Here’s a description of the project I’m working on.

I duplicated all country-level variables to student level, then ran a student level regression of math on liking for math (PATM), per capita GDP (GDP), and cultural value indexes (Rational and Self Expressive).

Collinearity was not too high — all variance inflation factors were less than 3.

Coefficients^{a} |
||||||

Model | Unstandardized Coefficients | Standardized Coefficients | t | Sig. | ||

B | Std. Error | Beta | ||||

(Constant) | 382.428 | .586 | 652.822 | .000 | ||

PATM | 4.969 | .066 | .163 | 75.521 | .000 | |

GDP | 4.787 | .027 | .592 | 175.670 | .000 | |

Rational | 23.244 | .249 | .235 | 93.291 | .000 | |

Self Expressive | -33.841 | .279 | -.361 | -121.273 | .000 | |

a. Dependent Variable: Math |

These are all as I expected.

- The more a student likes math, the better she does (this is a reciprocal relationship because if you do better at math, you like it better too)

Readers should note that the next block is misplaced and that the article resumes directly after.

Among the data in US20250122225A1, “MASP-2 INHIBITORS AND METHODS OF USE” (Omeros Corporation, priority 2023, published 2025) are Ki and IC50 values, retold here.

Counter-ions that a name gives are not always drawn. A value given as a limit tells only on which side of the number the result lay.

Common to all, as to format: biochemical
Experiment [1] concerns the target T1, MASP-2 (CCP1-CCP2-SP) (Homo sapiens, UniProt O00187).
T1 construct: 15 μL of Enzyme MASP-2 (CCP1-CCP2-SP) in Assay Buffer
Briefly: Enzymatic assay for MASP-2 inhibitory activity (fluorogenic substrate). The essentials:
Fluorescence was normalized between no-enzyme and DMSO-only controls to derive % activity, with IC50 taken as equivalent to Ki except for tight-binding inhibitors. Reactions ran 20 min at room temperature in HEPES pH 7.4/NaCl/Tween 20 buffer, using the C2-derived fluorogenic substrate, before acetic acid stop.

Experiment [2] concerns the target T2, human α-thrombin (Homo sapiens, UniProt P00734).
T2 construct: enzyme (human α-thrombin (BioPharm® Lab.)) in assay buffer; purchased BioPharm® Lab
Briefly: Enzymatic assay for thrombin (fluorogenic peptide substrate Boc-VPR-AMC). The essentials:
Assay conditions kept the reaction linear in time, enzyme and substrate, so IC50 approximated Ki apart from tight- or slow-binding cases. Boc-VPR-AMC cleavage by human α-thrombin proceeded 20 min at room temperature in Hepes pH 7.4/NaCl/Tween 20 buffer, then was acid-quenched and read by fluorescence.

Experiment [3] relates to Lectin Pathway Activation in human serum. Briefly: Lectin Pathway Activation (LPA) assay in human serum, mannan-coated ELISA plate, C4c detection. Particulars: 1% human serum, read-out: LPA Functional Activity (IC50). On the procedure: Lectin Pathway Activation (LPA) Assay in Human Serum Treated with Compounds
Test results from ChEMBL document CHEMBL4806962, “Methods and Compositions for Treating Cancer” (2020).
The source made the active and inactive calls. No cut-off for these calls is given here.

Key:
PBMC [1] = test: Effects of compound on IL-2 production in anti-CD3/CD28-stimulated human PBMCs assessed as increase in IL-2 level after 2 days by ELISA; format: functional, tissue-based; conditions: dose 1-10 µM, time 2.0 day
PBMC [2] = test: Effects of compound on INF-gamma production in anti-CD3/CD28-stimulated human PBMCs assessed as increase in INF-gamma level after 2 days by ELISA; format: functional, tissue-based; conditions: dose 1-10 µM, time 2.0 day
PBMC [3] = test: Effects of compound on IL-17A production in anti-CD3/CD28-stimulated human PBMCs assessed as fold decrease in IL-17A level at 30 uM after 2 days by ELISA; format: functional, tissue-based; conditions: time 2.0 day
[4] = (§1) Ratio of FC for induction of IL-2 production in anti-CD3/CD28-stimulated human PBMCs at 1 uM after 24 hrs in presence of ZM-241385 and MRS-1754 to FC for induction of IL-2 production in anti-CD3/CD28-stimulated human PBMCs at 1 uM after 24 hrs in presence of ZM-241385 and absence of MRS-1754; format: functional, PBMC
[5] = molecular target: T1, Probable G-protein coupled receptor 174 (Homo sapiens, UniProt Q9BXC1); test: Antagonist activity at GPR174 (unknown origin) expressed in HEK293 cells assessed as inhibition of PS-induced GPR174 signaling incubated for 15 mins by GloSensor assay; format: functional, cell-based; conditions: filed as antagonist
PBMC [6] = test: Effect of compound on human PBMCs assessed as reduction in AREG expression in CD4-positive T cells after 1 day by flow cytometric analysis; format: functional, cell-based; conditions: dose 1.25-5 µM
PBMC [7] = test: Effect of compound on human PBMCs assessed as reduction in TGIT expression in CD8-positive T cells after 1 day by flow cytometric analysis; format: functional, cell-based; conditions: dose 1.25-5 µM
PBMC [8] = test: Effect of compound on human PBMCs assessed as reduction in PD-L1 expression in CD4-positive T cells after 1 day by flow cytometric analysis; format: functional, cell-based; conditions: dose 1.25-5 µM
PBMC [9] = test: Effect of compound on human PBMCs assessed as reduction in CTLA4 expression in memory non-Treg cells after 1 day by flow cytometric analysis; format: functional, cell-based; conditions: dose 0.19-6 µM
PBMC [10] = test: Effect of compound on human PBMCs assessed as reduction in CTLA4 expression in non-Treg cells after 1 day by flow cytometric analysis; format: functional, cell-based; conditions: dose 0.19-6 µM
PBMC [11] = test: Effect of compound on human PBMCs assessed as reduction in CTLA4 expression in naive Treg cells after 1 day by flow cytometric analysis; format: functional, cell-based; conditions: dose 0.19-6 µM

- Higher GDP is associated with higher math achievement
- Higher secular rational values are associated with higher math achievement; in other words, traditional values are associated with lower math achievement
- Higher self expressive values are associated with lower math achievement

The residuals looked fairly normal, though there were more positive ones than negative ones.This could represent an omitted variable (perhaps extrinsic valuing of math? which I could calculate from some other TIMSS questionnaire items) or some nonlinearity in the relationship.

The model has an R square of .321.

Now I’m ready to start running HLM analyses to see if countries with higher rationality and lower self expressiveness offer higher “returns” to liking math.